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The Mousewife [Hardcover]

Rumer Godden


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Product Details

  • Hardcover
  • Publisher: NYR Children's Collection (April 21 2009)
  • Language: English
  • ISBN-10: 9781590173107
  • ISBN-13: 978-1590173107
  • ASIN: 1590173104
  • Product Dimensions: 1 x 14.6 x 21.4 cm
  • Shipping Weight: 340 g
  • Amazon Bestsellers Rank: #476,397 in Books (See Top 100 in Books)

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Most Helpful Customer Reviews on Amazon.com (beta)
Amazon.com: 4.4 out of 5 stars  5 reviews
23 of 23 people found the following review helpful
5.0 out of 5 stars A Hidden Story of Dorothy Wordsworth Nov. 24 2005
By Elizagape - Published on Amazon.com
Format:Hardcover
A beloved treasure of early childhood, THE MOUSEWIFE has haunted me ever since I first read it. It is a deceptively simple tale of a house-bound mouse who befriends a caged dove. But the conversations between the two creatures and the juxtapositions of domestic tasks for the mouse with the longing for the wild of the dove takes on a touching comment on Romanticism. The idea for the story is to be found in Dorothy Wordsworth's journals of Grasmere, which she kept for the pleasure of her brother, the poet William. She, William and Coleridge enjoyed a creative community of writing, but the contributions of Dorothy to this effort are only recently being recognized in feminist studies. Certainly this little story with its themes of domestic security and an awakened sense of the sublime of nature reflects the dilemma of women writers in Romanticism. While in Dorothy's original story the dove dies, in this book the dove is released by the mousewife. I do believe it would be well worth it to publish this book again.
2 of 2 people found the following review helpful
4.0 out of 5 stars A true classic! April 4 2012
By Jaime A. Geraldi - Published on Amazon.com
Format:Hardcover
"A cage would never do for one made to fly...", truer words have never been written! What a fantastic story about unforeseen friendship and bittersweet affection. The story is about a house-bound mouse who unexpectedly meets a caged dove. The mousewife is bored with her everyday routine caring for her mousehusband and has an appetite that cheese could never satisfy. She meets a dove who was captured and trapped. The dove's tales fill the mousewife with wonder and she is fascinated immediately. She learns about the world outside and aches for something more. Blue skies! Tall trees! Far horizons! I adored this story which offers a new perception on freedom, longing and love. Children and adults of all ages will embrace this story which can be read on many different levels and deem it a true classic.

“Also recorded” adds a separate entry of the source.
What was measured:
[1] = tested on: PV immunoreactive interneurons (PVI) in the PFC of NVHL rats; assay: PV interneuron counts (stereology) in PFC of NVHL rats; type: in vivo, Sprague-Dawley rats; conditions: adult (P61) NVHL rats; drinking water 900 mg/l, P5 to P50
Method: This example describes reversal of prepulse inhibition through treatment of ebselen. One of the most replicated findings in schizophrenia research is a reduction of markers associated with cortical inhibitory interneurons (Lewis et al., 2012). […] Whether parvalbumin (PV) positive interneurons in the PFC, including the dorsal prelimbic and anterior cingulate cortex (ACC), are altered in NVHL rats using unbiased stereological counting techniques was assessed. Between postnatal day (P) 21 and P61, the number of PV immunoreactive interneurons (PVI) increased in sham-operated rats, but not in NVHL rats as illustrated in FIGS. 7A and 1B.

12 of 18 people found the following review helpful
3.0 out of 5 stars "once there was a little mousewife that was different from the rest." July 4 2009
By Julee Rudolf - Published on Amazon.com
Format:Hardcover
Meet a special mousewife. She goes through the motions of doing her mousewifely duties but is just not satisfied with same old, same old. This mousewife, getting a glimpse at the world outside her realm (the confines of the house) "want[s] more." Finally, a remedy to her longing arrives in the form of a turtledove, caught by a boy and confined in a cage by the woman of the house. Longing for his freedom, the dove refuses to eat. But in his new habitat, he has an avid audience in the disillusioned mousewife, with whom he shares his stories of flying and the joys of the world outside. Eventually he falls for her, even greets her with dove-y endearments and kisses "with his beak." One night she puts her babies to sleep, then sneaks off to rendezvous with the bird. Upon the mousewife's return, her mad mate takes drastic action. Choosing family over fowl, she frees the bird and experiences an epiphany about the outside world sans turtledove, "I can see for myself."

As an adult, I find this very short (ten minute read) story a bit intriguing, but as a picture book for four to eight year olds (its advertised target age) I don't. I can imagine (and have seen) the whole disillusionment issue going (expectedly) straight over the heads of these kids. My biggest beef with the book, however, is that the original author, Dorothy Wordsworth, gets almost no credit for her story! Shouldn't the cover say, "by Dorothy Wordsworth, as retold by Rumer Godden"? I mean, where is the outrage? For this, I can't get beyond thinking the published version is just "okay." And unfortunately, I have not been able to find the original version to judge it on its own merits.

As the mother of picture book readers, I believe that there are much more appropriate books for four to eight year olds: Frederick, Swimmy, Inch by Inch and The Biggest House in the World - all by Leo Lionni and Lily's Purple Plastic Purse and Chrysanthemum by Kevin Henkes, who writes neat books with mice as main characters.
5.0 out of 5 stars a classic, timeless, ageless story Feb. 6 2013
By Carol Burk - Published on Amazon.com
Format:Hardcover|Verified Purchase
I have had this story for years in my class teaching of religion. It is a joyful story of freedom for the mouse and the dove.
0 of 1 people found the following review helpful
5.0 out of 5 stars Great book June 20 2009
By S. Kantorow - Published on Amazon.com
Format:Hardcover
Very good book. Quick read, good story and beautiful illustrations. Got this for myself to read, but am going to have my 9yr old read it as well.

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